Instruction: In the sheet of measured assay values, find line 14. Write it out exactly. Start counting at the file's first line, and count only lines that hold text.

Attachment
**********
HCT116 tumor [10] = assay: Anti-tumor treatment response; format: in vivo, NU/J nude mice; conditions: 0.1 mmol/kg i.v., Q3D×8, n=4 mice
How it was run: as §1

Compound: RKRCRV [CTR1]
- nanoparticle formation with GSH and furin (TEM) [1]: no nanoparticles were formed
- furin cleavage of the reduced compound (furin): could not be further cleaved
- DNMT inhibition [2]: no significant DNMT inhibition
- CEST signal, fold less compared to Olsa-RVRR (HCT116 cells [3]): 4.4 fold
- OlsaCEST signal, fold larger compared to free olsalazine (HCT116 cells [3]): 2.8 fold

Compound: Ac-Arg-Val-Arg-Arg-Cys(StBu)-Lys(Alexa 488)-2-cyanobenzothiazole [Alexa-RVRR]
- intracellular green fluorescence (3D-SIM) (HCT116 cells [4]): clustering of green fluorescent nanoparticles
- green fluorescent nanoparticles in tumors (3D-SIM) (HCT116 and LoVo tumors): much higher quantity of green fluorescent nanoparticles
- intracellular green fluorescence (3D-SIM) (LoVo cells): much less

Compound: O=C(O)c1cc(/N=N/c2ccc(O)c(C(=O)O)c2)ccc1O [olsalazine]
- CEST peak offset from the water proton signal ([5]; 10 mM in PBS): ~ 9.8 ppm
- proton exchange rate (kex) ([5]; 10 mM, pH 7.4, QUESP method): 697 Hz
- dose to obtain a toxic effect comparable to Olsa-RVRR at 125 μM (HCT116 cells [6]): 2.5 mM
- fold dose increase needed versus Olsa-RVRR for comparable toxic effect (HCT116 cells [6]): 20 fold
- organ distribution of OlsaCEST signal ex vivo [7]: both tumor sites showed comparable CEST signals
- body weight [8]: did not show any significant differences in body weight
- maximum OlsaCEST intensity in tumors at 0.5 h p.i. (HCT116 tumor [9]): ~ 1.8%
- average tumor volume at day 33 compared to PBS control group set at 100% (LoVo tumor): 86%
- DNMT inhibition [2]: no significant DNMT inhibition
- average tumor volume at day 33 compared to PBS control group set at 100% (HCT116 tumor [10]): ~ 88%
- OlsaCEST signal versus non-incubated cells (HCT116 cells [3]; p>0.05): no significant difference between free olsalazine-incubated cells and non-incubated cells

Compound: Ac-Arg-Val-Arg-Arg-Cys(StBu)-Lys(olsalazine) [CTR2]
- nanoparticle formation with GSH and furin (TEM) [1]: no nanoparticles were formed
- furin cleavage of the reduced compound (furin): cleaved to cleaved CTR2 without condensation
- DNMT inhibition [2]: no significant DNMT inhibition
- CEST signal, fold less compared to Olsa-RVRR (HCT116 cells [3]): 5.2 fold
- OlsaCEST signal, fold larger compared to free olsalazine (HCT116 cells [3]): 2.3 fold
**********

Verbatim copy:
- CEST peak offset from the water proton signal ([5]; 10 mM in PBS): ~ 9.8 ppm